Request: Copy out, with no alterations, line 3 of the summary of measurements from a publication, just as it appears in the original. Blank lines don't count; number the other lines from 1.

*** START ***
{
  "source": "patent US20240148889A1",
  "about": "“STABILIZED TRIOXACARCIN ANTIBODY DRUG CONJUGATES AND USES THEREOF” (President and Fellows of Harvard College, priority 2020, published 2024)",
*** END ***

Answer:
  "about": "“STABILIZED TRIOXACARCIN ANTIBODY DRUG CONJUGATES AND USES THEREOF” (President and Fellows of Harvard College, priority 2020, published 2024)",